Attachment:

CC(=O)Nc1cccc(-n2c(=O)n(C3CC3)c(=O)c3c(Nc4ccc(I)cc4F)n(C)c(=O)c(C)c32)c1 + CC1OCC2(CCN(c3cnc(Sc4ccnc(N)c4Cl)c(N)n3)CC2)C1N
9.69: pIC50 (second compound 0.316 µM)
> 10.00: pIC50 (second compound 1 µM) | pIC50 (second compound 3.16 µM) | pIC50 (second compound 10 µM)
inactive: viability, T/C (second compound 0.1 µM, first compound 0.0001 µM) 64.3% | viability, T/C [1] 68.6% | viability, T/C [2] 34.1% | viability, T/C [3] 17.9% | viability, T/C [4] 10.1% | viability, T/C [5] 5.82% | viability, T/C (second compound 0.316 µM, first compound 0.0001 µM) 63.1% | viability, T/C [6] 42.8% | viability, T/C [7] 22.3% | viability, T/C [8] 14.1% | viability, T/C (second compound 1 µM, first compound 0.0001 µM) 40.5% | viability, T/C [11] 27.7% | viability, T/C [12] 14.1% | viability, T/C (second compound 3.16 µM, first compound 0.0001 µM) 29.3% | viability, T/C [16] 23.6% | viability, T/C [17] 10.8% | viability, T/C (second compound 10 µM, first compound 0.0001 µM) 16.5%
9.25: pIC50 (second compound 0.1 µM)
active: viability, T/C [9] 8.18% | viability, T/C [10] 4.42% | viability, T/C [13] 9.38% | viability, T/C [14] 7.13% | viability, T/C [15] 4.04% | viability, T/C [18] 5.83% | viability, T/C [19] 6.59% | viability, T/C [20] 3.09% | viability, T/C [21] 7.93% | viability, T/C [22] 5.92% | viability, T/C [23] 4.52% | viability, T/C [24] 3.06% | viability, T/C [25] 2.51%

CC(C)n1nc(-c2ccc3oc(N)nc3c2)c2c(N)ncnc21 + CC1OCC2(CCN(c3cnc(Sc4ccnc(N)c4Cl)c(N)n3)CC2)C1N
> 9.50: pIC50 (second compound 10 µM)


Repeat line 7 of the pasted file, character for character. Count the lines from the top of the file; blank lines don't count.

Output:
CC(C)n1nc(-c2ccc3oc(N)nc3c2)c2c(N)ncnc21 + CC1OCC2(CCN(c3cnc(Sc4ccnc(N)c4Cl)c(N)n3)CC2)C1N